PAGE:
CHAPTER 2 NUTRITION IN ANIMALS
HUMAN DIGESTIVE SYSTEM
(i) The mouth and the buccal cavity
The process of taking food through the mouth is called ingestion.
We have teeth that help us in chewing our food and breaking it down for swallowing.
Our tongue helps in mixing the saliva with the food. The taste buds are also located on the tongue.
(ii) The food pipe
After the food is properly chewed and mixed, it is swallowed which transfers it to the food pipe. The food pipe is also called the ‘oesophagus’. It connects the mouth to the stomach. The alimentary canal is a part of the food pipe which, due to the movements of its walls, pushes the food down to the stomach.
(iii) The stomach
The stomach is a thick walled bag shaped like a flattened U. the inner lining of the stomach secretes mucous, hydrochloric acid and digestive juices. The stomach opens into the small intestine.
(iv) The small intestine
The small intestine is about 7.5 metres long and is highly coiled. Both the liver and the pancreas secrete liquids into the small intestine. Liver is a reddish brown gland which is situated on the upper part of the right side abdomen. It is the largest gland in the body and secretes bile juice which is stored in the gall bladder. The pancreas is a gland situated right below the liver. The juices secreted by pancreas act on carbohydrates and proteins to convert them into simpler forms. The food is partially digested now and it reaches the lower small intestine.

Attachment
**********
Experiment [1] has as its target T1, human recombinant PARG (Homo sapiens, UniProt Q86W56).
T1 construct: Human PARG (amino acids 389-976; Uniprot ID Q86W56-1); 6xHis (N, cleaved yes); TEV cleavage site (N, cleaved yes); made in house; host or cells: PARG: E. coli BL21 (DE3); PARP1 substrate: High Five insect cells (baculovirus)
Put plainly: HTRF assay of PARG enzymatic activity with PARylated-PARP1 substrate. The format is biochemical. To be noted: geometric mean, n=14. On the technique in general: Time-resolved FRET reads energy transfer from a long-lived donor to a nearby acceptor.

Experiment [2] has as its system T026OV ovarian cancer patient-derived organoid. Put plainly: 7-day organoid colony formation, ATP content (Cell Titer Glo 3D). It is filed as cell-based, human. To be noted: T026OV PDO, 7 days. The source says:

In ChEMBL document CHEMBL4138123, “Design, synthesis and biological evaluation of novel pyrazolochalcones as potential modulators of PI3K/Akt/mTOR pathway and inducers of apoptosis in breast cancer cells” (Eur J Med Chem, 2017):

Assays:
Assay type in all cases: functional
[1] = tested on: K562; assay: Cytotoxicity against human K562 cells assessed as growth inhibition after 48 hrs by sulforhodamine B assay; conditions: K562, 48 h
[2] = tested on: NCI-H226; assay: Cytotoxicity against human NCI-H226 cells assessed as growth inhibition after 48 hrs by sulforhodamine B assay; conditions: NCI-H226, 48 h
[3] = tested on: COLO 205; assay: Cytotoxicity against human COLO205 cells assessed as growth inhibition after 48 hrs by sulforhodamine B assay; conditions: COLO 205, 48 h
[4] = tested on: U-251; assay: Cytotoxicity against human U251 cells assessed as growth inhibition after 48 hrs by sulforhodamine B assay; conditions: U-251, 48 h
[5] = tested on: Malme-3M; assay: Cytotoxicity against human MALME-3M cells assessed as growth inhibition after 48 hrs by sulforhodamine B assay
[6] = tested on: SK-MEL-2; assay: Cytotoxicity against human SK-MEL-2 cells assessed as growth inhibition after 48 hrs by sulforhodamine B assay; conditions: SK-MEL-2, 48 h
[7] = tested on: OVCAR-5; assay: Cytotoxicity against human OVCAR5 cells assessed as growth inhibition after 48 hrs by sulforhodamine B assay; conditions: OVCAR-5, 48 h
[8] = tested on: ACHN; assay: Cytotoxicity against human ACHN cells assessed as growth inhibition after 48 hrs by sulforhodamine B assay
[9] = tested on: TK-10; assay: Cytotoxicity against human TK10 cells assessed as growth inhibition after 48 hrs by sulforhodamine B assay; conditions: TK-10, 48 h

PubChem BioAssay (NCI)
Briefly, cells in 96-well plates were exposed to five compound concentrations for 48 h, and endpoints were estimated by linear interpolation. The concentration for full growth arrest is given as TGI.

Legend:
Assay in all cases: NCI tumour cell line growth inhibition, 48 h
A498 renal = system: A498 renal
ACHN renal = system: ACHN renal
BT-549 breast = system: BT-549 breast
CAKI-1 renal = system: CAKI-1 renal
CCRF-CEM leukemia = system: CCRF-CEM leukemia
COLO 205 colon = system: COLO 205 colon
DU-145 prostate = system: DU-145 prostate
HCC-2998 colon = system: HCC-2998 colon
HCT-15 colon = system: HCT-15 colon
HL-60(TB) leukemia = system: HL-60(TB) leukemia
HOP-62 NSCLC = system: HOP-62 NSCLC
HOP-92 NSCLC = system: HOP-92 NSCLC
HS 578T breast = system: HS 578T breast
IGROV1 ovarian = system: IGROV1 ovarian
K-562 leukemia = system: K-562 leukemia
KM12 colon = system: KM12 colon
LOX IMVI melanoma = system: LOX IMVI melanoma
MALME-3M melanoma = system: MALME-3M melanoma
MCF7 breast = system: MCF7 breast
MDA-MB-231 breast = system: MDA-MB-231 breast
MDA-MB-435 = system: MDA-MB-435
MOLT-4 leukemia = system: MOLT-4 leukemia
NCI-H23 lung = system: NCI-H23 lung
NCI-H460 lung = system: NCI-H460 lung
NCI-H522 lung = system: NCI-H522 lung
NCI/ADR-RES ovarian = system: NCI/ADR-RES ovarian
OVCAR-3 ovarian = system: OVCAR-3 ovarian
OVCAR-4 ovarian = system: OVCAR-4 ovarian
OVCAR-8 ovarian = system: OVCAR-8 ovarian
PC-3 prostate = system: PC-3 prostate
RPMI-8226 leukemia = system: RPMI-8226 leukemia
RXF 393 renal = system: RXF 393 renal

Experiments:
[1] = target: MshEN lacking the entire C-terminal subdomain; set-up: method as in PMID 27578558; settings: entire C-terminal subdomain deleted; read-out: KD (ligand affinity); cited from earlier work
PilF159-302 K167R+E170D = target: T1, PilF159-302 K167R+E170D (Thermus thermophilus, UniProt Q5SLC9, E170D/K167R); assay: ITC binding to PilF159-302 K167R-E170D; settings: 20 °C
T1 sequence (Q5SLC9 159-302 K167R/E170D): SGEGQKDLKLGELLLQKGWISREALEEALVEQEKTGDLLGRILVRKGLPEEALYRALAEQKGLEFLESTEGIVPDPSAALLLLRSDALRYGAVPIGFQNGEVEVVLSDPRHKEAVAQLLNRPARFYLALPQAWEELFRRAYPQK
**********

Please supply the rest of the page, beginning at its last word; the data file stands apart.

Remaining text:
The lower intestinal walls absorb the digested food through the blood vessels in them. The inner wall of the small intestine has finger-like outgrowths called villi which increase the surface area for absorption. The absorbed nutrients are transported to different organs of the body where they are further transformed into complex substances. This process is called assimilation.
(v) The large intestine
The large intestine is wider but shorter than the small intestine. It absorbs some salts and water from the undigested food. The remaining undigested food is excreted out of the body as faeces through the anus.
DIGESTION IN GRASS EATING ANIMALS
The grass eating animals like cows and buffaloes quickly swallow the grass and store it in a separate part of the stomach called rumen where it gets partially digested. This partially digested food is called cud. It later returns to the mouth in small lumps. The animals then chew it. Such animals are called ruminants and the process is called rumination.
DIGESTION IN MICROSCOPIC ANIMALS
A microscopic animal, an amoeba, for example, pushes out finger like projections called pseudopodia for movement and capturing food. It engulfs the food particle which gets trapped in a food vacuole and digestive juices are released in order to digest it. The undigested residue of the food is expelled.